Evelyn Joost - Laagri Perearst
Developing the evidence-based model of risk patients is targeted especially for Estonian family physicians using international studies and international experience. The aim of the model is to create a tool for primary health care workers (family physicians and family nurses) to identify better and manage the treatment process of chronically ill patients, integrating them with specialist medical care and social systems.
In the first stage of the preparation of the pilot project (January - February 2017), a patient monitoring web environment was developed for family physicians. This means that important data for family physicians (consisting of the health indicators and the medical history of the risk patients, as well as of the reference to the patient's socio-economic background) was located in the online environment, where the family physician and the family nurse had an overview of the health indicators of the so-called risk patients, and of the set treatment goals, based on planned activities, and can then monitor the implementation of the treatment plan.
What is Treatment Management?
Treatment Management is a means of improving the coordination of the treatment of the patients with complex and increased medical needs, both between the various levels of the health care, the social system, and between various providers of health care and social services. Treatment Management includes directional and preventive actions to a small portion of patients who are at high risk of health deterioration, or the risk of the increased use of health care services. Such actions may include, for example, patient monitoring after hospitalization, monitoring of referral to a medical specialist, and the results of the examinations; monitoring of the performance of the goals described in the family physicians’ quality system; ensuring the drug compatibility control and the usage; and monitoring of patients between scheduled appointments. Treatment Management is designed to address the needs of complicated patients in order to improve their health outcomes and reduce their need for more extensive health care services.
Why is Treatment Management necessary?
All over the world, those who have a difficult socio-economic background make up only a small part of primary care patients, whereas the disease burden and health care costs of the people with lower socio-economic backgrounds account for a disproportionately large percentage. Many of these patients have multiple chronic diseases at one time, and they are confronted with major socio-economic problems, and/or simultaneously, they also have behavioral health comorbidities. They are likely to consume many different medications, visit several different medical specialists, and/or have significant functional restrictions. Such characteristics may make coordination of the patient’s care difficult for primary health care providers, but failure to do so could lead to serious problems including unnecessary deterioration of health, duplication of examinations, mutual conflicts of the medication prescribed for treatment, and treatment errors. Treatment Management programs have a great potential for the improvement of treatment coordination and patient’s treatment outcomes, and these programs are increasingly used by many different national health care systems.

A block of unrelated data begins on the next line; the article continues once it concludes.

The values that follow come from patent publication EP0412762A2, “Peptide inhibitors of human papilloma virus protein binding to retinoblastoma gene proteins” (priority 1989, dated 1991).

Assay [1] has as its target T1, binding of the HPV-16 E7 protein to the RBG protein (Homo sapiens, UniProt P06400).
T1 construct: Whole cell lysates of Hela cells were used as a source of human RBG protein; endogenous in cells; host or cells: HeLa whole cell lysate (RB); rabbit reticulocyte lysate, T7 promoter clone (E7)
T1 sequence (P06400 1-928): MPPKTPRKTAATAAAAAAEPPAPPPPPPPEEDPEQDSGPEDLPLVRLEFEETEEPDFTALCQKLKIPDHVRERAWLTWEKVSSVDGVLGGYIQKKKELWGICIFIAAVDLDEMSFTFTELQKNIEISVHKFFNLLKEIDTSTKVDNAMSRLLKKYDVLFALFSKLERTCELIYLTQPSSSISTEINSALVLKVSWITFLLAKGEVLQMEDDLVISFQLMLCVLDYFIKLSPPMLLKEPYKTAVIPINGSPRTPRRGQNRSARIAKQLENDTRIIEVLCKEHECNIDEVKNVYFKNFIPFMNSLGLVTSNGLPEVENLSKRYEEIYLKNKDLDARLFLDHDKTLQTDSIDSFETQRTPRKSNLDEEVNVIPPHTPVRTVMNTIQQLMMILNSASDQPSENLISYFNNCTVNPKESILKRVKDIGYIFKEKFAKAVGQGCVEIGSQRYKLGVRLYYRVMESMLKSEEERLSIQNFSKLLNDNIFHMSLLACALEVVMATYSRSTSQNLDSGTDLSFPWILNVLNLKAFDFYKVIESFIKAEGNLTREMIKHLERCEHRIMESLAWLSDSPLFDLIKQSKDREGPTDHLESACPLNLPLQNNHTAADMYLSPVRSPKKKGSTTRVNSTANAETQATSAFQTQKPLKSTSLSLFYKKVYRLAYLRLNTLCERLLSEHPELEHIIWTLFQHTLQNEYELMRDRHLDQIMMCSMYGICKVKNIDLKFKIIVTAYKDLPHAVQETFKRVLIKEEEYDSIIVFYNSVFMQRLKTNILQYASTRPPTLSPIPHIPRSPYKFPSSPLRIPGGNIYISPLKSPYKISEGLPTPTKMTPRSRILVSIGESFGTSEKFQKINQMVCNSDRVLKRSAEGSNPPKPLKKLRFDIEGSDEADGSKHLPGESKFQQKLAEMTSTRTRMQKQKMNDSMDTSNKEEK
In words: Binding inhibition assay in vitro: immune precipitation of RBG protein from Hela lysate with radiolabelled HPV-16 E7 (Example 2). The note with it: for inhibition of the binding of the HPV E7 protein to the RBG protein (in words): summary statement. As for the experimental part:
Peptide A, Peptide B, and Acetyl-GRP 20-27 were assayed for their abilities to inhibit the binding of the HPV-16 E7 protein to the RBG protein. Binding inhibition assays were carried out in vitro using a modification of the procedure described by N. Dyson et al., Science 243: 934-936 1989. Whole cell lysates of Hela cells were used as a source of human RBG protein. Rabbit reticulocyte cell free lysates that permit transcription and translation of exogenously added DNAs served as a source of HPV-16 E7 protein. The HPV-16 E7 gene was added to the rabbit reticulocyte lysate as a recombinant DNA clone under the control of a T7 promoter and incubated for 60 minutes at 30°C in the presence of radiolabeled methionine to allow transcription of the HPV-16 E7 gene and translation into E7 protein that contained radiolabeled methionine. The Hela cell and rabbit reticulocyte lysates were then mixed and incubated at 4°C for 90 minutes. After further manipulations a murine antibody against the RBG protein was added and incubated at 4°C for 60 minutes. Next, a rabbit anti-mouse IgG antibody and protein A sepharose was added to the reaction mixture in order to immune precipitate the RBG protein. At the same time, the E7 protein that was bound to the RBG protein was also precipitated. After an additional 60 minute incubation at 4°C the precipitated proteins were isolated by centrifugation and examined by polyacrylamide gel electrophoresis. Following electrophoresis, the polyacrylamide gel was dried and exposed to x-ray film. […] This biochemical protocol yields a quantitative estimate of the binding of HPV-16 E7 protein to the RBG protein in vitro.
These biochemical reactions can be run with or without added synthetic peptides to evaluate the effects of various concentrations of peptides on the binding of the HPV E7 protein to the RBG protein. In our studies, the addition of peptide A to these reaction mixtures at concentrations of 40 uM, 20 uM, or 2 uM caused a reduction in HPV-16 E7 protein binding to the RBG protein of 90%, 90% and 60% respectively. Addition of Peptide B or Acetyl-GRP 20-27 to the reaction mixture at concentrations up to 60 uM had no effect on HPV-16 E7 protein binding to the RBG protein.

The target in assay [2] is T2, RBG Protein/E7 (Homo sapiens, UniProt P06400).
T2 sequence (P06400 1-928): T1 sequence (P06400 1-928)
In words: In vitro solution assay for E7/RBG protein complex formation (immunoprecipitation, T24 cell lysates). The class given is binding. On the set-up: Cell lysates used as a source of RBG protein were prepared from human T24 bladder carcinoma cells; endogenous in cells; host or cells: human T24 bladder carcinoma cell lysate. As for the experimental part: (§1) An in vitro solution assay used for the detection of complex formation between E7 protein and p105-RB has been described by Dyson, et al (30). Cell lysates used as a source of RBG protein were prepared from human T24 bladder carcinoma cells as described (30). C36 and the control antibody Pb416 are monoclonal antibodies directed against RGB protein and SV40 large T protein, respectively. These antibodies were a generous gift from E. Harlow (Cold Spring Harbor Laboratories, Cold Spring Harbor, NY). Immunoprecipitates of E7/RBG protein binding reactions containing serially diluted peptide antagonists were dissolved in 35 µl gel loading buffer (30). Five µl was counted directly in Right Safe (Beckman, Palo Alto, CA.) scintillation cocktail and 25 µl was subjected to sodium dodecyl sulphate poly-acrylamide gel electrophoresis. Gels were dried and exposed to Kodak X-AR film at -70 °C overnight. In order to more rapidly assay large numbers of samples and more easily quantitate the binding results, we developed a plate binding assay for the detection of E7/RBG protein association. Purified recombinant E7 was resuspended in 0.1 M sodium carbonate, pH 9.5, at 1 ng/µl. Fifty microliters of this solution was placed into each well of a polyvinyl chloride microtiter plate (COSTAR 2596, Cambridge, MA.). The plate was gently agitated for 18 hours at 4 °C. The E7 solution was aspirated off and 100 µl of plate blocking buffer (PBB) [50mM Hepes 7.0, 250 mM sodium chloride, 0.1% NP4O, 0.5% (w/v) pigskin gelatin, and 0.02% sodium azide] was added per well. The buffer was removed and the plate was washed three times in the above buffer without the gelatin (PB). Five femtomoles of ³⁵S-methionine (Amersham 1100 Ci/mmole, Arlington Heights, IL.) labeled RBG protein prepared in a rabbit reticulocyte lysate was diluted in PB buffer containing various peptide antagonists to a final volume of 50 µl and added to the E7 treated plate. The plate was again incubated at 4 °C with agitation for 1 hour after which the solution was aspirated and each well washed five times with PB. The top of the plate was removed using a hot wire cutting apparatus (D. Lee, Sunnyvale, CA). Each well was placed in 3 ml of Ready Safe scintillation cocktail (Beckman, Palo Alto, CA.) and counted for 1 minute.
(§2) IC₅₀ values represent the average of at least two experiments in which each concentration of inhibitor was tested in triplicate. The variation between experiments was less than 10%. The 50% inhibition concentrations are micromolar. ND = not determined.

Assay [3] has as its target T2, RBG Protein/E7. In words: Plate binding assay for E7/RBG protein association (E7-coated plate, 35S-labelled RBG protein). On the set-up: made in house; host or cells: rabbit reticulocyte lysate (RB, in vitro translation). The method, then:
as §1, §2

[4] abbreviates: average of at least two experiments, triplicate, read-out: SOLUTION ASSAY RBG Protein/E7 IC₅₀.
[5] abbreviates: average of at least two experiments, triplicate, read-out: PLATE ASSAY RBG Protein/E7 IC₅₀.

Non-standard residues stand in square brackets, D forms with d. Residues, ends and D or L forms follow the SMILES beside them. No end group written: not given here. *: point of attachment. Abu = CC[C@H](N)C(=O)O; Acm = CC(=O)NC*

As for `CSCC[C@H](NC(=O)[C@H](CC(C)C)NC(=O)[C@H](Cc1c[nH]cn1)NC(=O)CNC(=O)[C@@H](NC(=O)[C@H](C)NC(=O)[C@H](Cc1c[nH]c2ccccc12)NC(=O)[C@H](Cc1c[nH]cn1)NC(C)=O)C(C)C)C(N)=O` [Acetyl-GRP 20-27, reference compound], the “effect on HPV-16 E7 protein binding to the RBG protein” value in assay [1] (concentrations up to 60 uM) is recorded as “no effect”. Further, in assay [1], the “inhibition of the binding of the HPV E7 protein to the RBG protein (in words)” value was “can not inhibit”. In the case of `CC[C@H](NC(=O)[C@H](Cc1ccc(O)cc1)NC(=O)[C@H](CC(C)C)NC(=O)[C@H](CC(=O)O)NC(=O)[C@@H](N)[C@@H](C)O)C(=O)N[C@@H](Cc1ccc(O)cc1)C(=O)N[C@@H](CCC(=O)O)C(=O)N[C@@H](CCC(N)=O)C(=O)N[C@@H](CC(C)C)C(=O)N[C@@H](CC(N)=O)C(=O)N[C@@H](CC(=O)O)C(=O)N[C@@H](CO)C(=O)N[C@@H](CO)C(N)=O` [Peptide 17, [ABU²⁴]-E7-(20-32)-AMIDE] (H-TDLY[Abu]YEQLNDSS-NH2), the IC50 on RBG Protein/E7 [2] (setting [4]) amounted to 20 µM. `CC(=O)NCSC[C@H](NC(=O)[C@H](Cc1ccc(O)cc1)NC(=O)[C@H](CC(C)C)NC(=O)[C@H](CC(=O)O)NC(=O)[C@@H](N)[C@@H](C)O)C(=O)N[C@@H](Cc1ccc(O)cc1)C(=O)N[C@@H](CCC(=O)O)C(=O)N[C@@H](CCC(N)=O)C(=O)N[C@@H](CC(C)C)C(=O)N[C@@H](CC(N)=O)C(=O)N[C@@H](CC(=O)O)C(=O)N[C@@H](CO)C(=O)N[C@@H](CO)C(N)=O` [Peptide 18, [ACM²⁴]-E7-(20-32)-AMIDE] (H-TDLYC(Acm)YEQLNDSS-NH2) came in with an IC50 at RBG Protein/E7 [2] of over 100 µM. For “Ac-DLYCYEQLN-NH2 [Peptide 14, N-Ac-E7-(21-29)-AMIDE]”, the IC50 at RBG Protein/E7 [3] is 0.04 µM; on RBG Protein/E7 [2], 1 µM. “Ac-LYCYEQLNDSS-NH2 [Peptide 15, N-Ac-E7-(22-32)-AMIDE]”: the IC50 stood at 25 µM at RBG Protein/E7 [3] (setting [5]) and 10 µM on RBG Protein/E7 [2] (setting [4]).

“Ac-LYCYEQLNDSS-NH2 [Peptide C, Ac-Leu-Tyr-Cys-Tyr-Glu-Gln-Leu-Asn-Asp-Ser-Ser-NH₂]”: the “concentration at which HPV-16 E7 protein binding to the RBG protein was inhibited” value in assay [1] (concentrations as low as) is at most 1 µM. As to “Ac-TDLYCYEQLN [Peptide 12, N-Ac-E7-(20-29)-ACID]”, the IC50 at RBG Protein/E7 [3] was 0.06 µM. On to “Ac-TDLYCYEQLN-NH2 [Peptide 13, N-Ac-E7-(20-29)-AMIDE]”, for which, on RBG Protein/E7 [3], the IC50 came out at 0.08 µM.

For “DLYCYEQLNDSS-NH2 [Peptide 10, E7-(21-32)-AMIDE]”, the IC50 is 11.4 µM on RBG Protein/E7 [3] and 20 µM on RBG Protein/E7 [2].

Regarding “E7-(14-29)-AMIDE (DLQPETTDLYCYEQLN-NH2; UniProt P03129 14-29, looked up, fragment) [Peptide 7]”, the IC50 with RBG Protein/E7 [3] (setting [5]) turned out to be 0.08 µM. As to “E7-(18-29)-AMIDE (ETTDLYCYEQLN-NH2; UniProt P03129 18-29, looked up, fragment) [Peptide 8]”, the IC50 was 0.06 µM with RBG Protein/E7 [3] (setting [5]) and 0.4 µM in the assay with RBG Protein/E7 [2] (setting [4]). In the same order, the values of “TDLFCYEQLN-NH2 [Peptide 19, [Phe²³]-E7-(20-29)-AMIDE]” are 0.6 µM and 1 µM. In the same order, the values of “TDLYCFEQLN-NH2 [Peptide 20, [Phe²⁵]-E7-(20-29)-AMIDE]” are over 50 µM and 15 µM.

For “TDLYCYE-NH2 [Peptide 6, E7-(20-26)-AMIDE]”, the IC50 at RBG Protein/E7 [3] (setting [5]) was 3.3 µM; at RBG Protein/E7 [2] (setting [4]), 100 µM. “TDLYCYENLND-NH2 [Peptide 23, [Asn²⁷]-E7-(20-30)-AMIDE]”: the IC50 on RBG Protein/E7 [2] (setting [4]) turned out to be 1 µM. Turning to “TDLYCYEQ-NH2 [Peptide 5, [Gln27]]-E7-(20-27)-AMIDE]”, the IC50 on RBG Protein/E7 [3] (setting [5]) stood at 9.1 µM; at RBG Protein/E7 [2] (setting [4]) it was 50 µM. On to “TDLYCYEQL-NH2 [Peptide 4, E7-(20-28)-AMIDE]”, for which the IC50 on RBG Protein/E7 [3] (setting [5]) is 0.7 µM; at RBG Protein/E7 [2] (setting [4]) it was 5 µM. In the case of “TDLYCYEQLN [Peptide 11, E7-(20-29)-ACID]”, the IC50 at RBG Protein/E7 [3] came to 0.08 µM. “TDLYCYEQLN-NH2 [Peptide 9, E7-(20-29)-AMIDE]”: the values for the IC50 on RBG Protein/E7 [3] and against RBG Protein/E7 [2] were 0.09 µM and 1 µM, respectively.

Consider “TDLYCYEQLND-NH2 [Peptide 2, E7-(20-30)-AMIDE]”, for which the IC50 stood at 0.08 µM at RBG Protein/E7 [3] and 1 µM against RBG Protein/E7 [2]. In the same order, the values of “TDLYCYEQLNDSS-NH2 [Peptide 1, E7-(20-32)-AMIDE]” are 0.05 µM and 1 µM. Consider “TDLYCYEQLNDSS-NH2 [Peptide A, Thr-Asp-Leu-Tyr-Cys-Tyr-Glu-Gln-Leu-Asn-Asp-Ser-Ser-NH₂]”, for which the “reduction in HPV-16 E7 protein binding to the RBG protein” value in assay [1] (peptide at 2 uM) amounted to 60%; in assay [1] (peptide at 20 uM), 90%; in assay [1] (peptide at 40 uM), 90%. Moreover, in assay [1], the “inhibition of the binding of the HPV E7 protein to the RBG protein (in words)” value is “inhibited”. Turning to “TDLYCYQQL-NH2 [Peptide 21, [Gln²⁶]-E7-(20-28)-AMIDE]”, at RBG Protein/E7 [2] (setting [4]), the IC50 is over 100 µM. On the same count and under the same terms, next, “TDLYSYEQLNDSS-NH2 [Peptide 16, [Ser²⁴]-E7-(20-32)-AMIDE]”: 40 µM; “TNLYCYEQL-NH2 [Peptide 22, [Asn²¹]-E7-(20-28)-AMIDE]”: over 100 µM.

Results of the pilot project are presented during the first day of the conference, October 25th.
Strategic Purchasing in Estonia „Payment Systems Review“
The review provides an assessment of the current health care payment system in Estonia, including potential options and recommendations for improvement in the short, medium and long-terms. Particular areas of focus include streamlining and strengthening incentives for the provision of high quality primary care, reducing unnecessary outpatient specialist and acute inpatient care, and highlighting potential models for promoting better integration across care settings.
The report draws on key informant interviews conducted in May 2016 with several members of the Estonian Health Insurance Fund’s (EHIF) staff and management board, as well as with primary care providers.
The report gives an overview of the health sector context and organization of care, the health care payment system’s legal framework and current payment mechanisms. The report presents a framework for evaluating the so-called ‘building blocks’ of the payment system, along with some recommendations for strengthening. This is followed with a summary of options and recommendations to improve the payment system for primary, outpatient specialist and acute inpatient care in the short, medium and long-terms. The report concludes with a discussion of some potential impacts and considerations that should be taken into account with respect to the implementation of recommended models for the longer-term.
The report will be presented during the second day of the conference, October 26th.